rabindranath tagore in conversation with albert einstein

AUGUST 19, 1930

TAGORE: I was discussing with Dr. Mendel today the new mathematical discoveries which tell us that in the realm of infinitesimal atoms chance has its play; the drama of existence is not absolutely predestined in character.

EINSTEIN: The facts that make science tend toward this view do not say good-bye to causality.

TAGORE: Maybe not, yet it appears that the idea of causality is not in the elements, but that some other force builds up with them an organized universe.

EINSTEIN: One tries to understand in the higher plane how the order is. The order is there, where the big elements combine and guide existence, but in the minute elements this order is not perceptible.

TAGORE: Thus duality is in the depths of existence, the contradiction of free impulse and the directive will which works upon it and evolves an orderly scheme of things.

EINSTEIN: Modern physics would not say they are contradictory. Clouds look as one from a distance, but if you see them nearby, they show themselves as disorderly drops of water.

TAGORE: I find a parallel in human psychology. Our passions and desires are unruly, but our character subdues these elements into a harmonious whole. Does something similar to this happen in the physical world? Are the elements rebellious, dynamic with individual impulse? And is there a principle in the physical world which dominates them and puts them into an orderly organization?

EINSTEIN: Even the elements are not without statistical order; elements of radium will always maintain their specific order, now and ever onward, just as they have done all along. There is, then, a statistical order in the elements.

TAGORE: Otherwise, the drama of existence would be too desultory. It is the constant harmony of chance and determination which makes it eternally new and living.

EINSTEIN: I believe that whatever we do or live for has its causality; it is good, however, that we cannot see through to it.
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infinite body collapse

Screening of new video delay works by Alex Carpenter with dancer Alexis Maxwell

Perhaps ghosts don’t exist “between” normal points of focus, but reside at the core of these points. The essence of things lies within the things, not somewhere else. We don’t need to make the things softer and more delicate, just because we imagine an essence that is itself soft and delicate. If anything, we need to make the things LOUDER, MORE forceful, MORE singular. Maybe then, once our perception tires of the surface layers, becomes exhausted, we will at last see the fragile core that has always eluded us.

“Infinite Body Collapse” is a collection of new works by Alex Carpenter, drawn from recent video delay sessions with dancer Alexis Maxwell, as well as audio delay recordings made this summer in an allegedly haunted house in Alexandria, Virginia.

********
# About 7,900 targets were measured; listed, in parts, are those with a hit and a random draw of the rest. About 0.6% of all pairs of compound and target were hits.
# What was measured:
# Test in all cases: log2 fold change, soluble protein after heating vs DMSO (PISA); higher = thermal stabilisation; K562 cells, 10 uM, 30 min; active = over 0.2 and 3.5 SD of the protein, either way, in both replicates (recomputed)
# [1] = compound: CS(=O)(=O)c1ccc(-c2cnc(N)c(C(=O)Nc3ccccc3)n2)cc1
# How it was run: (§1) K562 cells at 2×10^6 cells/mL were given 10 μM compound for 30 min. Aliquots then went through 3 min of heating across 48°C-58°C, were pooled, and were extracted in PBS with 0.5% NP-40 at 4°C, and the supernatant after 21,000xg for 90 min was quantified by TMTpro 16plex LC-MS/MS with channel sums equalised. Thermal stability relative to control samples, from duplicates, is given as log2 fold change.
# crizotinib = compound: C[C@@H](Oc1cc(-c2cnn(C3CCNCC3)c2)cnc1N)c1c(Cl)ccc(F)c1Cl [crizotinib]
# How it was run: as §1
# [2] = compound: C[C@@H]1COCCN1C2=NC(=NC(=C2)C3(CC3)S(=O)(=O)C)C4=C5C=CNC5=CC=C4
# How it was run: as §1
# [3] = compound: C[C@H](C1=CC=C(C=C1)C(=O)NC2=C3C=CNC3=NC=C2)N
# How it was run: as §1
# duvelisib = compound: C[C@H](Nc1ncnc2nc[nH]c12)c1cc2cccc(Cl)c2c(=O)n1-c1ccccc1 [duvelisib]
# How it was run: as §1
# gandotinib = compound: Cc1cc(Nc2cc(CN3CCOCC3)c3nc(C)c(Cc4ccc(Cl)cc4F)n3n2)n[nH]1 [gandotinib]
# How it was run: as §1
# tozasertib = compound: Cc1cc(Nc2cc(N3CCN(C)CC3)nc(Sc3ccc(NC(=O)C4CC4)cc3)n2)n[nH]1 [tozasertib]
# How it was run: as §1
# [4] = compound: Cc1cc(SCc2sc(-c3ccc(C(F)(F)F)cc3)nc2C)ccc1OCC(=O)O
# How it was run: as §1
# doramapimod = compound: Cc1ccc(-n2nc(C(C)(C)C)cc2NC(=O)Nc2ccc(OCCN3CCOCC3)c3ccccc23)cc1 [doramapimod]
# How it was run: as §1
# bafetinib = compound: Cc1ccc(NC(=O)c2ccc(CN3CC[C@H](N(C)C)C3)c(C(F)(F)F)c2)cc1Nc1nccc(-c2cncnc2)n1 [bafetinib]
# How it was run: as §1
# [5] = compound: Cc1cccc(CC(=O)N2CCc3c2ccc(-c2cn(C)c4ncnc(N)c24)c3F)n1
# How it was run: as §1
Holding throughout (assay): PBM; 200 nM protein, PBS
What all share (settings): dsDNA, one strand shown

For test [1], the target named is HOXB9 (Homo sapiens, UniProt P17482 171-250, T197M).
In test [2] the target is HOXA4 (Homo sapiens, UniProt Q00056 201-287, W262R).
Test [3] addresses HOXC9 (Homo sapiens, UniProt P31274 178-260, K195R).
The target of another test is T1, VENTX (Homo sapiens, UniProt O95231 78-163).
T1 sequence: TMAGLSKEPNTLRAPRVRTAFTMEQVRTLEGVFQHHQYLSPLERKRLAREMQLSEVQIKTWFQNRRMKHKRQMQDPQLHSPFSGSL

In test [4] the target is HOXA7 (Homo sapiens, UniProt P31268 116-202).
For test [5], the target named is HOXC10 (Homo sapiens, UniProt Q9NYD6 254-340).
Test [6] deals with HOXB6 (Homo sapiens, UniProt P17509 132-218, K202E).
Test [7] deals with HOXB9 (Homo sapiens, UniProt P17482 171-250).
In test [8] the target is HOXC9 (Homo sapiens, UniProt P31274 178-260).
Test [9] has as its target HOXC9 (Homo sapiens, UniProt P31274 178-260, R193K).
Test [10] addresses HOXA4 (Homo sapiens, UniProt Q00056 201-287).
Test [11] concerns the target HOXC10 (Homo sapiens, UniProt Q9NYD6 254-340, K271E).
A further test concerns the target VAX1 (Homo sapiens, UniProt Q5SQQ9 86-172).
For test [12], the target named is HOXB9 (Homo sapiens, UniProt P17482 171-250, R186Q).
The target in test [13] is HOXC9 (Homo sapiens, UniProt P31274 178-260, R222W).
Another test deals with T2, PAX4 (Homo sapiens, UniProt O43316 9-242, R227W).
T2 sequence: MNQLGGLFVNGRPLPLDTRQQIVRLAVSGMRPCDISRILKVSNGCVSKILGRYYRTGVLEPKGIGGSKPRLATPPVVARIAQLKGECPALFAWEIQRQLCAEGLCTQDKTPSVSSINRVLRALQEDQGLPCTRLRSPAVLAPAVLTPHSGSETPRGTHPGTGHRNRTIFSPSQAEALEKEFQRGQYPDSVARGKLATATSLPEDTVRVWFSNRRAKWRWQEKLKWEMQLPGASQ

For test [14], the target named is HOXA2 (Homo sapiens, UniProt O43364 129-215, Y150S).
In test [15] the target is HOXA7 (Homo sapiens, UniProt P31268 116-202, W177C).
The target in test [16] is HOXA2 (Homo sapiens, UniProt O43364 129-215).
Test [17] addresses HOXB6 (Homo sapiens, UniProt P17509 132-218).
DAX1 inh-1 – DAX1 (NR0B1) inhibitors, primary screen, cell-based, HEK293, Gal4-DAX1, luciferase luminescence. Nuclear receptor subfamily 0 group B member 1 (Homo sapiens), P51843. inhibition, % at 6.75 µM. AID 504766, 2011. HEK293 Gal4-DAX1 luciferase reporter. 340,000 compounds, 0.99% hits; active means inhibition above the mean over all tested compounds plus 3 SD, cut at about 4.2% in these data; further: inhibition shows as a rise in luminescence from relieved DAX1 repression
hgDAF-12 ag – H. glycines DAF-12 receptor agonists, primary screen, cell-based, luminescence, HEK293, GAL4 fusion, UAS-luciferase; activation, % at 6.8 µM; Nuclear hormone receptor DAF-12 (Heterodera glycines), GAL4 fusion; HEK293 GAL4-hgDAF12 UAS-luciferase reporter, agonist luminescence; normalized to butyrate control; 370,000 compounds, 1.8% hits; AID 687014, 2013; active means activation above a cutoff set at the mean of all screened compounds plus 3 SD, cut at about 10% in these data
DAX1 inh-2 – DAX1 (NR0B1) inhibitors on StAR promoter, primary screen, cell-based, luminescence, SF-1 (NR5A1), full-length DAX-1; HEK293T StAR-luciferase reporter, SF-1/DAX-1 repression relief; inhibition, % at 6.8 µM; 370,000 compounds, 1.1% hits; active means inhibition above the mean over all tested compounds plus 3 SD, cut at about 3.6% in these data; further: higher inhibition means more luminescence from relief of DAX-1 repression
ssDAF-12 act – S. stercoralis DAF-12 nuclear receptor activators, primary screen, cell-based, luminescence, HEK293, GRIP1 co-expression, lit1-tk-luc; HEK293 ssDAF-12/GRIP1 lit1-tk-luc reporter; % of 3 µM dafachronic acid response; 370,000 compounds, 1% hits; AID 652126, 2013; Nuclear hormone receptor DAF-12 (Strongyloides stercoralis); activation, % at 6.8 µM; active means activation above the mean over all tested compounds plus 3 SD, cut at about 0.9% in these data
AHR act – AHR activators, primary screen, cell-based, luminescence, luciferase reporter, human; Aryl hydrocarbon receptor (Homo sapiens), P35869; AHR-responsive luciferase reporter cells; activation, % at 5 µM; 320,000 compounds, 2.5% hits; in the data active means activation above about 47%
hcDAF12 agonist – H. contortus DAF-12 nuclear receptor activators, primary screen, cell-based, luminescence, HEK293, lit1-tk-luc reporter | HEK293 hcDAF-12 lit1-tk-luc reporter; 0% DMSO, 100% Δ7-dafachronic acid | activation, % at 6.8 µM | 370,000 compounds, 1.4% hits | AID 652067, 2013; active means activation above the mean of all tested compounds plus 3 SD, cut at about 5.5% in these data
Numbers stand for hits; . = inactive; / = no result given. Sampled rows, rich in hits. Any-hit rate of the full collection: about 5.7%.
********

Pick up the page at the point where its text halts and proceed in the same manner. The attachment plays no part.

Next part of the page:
Through Alex’s video delay system, performed actions (danced, drawn, light-operated) are captured and layered continuously upon playback with previous cyclical generations, providing material for the performer to build on in a largely “unthinking” way. The system engages the performer in a focused, ecstatic process of observing and responding, as normal points of focus are saturated, obliterated, and a space is cleared for the unfolding of activity on a different scale.

This excerpt demonstrates perfectly how the best video delay material is built – with an emphasis on potential within the material, rather than a creator’s plan realized “through” material. This is not “composition”, it is excavation – a digging through to something normally invisible…

Microscope Gallery
4 Charles Place, Brooklyn
Saturday October 6th, 7pm ($6)

review by sound fix records (brooklyn)

From time to time a local artist sans record label will come in with a self-released album that blows us away. This is one of those times! Ella Joyce Buckley is a native of South Africa now based in Brooklyn, and the music on her lovely hand-made CD, Blood Finds No Sea, is an enthralling example of how much more a songwriter can be than just a person with songs and an instrument. Existing equally in the acoustic (as in, played instruments — a range of them) and electronic, Blood Finds No Sea is dramatic, intense and, in the most luminous way, Goth as hell. You can imagine her right at home on 4AD in the mid-’80s, when Cocteau Twins and Dead Can Dance were mixing shimmeringly bright colors into darkness (and elsewhere, Danielle Dax was at her best). With vast creativity, Buckley manipulates her  gorgeous vocals into choirs, housefuls of spirits even, while strings both plucked and bowed ebb and swell, and keys poke holes in the darkness. The title track spires upward, like Tolkien’s elvish national anthem (oh, just indulge me), with Buckley’s double-tracked vox fixed in place while the music ascends around her. “Sister” features Buckley’s most extravagant vocal, with a plucked violin (I think?) leading into a howling mix of percussion and electronics. Buckley’s arranging skills are advanced — you could easily picture her scoring theater works (besides films), and perhaps she already does. For now, there is this CD, and it comes highly recommended.

Review from Sound Fix Records – 44 Berry St., Brooklyn New York 11211 – (718) 388-8090 | Williamsburg’s Independent Record store